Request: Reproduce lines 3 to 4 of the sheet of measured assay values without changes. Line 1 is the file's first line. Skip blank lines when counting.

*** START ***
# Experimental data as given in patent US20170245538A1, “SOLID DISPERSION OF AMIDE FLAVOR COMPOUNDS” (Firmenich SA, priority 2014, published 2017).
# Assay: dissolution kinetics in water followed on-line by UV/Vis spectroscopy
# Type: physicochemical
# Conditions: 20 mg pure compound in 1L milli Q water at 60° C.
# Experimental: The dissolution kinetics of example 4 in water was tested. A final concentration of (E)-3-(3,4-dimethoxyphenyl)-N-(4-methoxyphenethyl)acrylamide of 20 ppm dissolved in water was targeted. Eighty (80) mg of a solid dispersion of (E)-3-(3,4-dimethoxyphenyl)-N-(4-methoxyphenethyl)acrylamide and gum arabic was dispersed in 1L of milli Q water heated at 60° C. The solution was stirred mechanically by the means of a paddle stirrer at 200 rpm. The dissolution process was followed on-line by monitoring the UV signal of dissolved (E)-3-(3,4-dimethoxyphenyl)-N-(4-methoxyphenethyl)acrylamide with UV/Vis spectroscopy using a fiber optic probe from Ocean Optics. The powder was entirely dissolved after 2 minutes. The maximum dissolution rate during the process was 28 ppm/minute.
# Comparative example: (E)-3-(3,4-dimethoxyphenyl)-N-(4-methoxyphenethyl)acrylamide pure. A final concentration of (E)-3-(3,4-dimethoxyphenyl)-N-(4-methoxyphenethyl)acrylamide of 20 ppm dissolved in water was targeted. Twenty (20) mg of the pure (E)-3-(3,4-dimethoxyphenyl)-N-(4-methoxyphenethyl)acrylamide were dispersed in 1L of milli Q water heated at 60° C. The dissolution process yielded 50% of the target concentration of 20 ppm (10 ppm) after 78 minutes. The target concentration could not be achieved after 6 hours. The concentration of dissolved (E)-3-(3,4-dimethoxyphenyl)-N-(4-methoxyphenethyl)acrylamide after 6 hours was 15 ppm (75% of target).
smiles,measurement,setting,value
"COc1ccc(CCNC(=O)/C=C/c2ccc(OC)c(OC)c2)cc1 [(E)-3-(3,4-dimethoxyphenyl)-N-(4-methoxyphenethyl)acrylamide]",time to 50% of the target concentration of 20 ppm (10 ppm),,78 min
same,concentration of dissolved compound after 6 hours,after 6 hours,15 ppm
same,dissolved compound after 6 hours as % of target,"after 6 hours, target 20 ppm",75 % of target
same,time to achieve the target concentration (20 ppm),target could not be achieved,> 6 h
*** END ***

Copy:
# Type: physicochemical
# Conditions: 20 mg pure compound in 1L milli Q water at 60° C.